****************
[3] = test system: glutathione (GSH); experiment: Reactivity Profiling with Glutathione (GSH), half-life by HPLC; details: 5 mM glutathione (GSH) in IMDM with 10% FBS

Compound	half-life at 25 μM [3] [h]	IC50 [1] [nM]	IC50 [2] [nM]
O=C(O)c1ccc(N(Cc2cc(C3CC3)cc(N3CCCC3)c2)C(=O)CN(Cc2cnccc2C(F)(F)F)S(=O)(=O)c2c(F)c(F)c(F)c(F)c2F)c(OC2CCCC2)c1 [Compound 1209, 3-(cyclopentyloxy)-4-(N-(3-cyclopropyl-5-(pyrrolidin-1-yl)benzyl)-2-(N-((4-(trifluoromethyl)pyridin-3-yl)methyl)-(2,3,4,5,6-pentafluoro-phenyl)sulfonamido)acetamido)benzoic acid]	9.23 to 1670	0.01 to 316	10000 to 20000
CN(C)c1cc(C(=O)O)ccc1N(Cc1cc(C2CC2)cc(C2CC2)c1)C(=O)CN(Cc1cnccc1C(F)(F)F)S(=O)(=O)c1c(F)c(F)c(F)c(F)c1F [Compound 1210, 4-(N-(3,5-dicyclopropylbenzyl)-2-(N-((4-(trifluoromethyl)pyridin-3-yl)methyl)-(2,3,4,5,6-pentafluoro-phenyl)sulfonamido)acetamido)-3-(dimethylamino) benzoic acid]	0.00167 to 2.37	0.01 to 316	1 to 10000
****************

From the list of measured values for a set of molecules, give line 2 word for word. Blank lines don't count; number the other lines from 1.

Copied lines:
Compound	half-life at 25 μM [3] [h]	IC50 [1] [nM]	IC50 [2] [nM]